KM: Well, we didn’t get to do any shows this year, so this isn’t really a current view, but Investigative Years [from On The Way To The Punchline], Reminding Penumbra [from Attic Harvest], and Hang Up [from Disco Maroon] have always been very enjoyable for me. They all have different things going on, but they’re fun to sing and the band typically gets a good headwind going behind each of them.
Dr. J: What is one message you would hope that listeners find in the unique nature of your latest music?
KM: I think there’s a hopefulness in this most recent batch of songs. Always keep looking for new ways to engage yourself and the world. Remain open to possibilities. The world is a lot more than most of us realize. Enjoy the ride, you know?
Dr. J: As a musician, how are you adapting to the challenges of the Coronavirus?
KM: Not playing shows has been a real bummer this year. First year since I started playing in bands in 1992 that I won’t do a single gig. But there’s always time to work on music and I’m grateful the four of us figured out how to work remotely to keep the ball moving. I miss “the Brothers,” but we did a Zoom call recently just to have a hang. That’s what band practice is like in 2020.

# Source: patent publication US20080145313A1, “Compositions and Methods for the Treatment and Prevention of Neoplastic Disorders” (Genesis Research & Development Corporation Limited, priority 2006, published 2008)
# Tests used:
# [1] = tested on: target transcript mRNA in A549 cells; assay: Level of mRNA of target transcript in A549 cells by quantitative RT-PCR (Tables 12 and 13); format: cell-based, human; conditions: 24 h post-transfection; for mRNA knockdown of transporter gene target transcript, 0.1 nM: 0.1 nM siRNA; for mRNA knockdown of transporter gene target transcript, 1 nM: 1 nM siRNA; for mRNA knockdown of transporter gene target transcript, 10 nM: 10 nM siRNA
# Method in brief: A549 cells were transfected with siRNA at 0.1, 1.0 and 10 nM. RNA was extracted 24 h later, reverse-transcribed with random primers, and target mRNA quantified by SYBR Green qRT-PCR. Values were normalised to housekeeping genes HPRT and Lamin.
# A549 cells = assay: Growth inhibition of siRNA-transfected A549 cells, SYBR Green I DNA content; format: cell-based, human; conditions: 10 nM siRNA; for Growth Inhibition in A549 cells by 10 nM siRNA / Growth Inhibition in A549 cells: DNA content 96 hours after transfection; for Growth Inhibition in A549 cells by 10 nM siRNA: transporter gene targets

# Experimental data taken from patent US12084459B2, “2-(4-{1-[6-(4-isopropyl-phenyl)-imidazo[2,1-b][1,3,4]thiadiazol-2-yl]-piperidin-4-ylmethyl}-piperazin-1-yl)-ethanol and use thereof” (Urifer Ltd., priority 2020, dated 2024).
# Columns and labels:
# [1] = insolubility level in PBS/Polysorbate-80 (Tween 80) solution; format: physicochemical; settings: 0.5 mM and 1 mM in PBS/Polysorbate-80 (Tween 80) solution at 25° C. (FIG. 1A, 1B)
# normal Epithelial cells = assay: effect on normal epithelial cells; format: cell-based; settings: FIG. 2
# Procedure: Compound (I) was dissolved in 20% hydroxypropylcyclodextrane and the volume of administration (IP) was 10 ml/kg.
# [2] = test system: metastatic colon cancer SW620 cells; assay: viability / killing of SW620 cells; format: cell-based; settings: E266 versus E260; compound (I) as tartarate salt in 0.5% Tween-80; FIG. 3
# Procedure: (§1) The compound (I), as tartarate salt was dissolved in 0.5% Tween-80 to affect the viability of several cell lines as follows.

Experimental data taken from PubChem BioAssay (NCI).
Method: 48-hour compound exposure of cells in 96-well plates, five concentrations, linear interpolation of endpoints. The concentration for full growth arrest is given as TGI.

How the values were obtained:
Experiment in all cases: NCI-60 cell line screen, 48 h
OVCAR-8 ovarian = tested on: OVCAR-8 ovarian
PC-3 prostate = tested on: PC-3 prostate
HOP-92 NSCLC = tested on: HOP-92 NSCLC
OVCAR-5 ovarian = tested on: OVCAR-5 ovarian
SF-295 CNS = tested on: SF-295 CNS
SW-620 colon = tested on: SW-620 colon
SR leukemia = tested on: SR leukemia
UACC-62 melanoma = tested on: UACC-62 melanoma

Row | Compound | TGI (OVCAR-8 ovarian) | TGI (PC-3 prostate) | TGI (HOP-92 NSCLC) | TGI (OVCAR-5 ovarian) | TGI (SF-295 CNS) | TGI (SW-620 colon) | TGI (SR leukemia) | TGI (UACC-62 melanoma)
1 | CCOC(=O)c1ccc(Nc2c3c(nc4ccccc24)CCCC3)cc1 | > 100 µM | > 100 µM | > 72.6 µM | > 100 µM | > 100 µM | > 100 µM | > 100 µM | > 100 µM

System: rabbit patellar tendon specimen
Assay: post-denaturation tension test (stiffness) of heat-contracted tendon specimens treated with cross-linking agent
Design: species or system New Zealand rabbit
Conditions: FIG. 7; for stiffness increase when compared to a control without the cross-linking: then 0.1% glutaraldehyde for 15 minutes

You can follow Kyle Melton and Smug Brothers on various social media including:
We want to extend our sincere gratitude to Kyle for answering our questions and continuing to make some really excellent music! Click on the links throughout the article to visit Smug Brothers’s Bandcamp page! If any musicians or artists would like to participate in future ’11 Questions’ columns, please feel free to email us at firstname.lastname@example.org. All photos care of Kyle Melton.
We just learned that one of our favorite bands of all time and space, Smug Brothers have a new album tentative titled Woodpecker Paradise that they are planning to release on February 24th. The band recorded it with Derl Robbins (of Motel Beds) and the album is the first to feature the band’s new lineup with one of the finest bassists that we know — Larry Evans on all tracks. The album will be available from Gas Daddy Go! Records in both CD and Digital formats! To celebrate this fine achievement the band is playing on February 21st at Blind Bob’s in Dayton, Ohio with Human Cannonball and Forage! Who wants to go with Dr. J? You can expect to hear tracks from the album very soon on the show!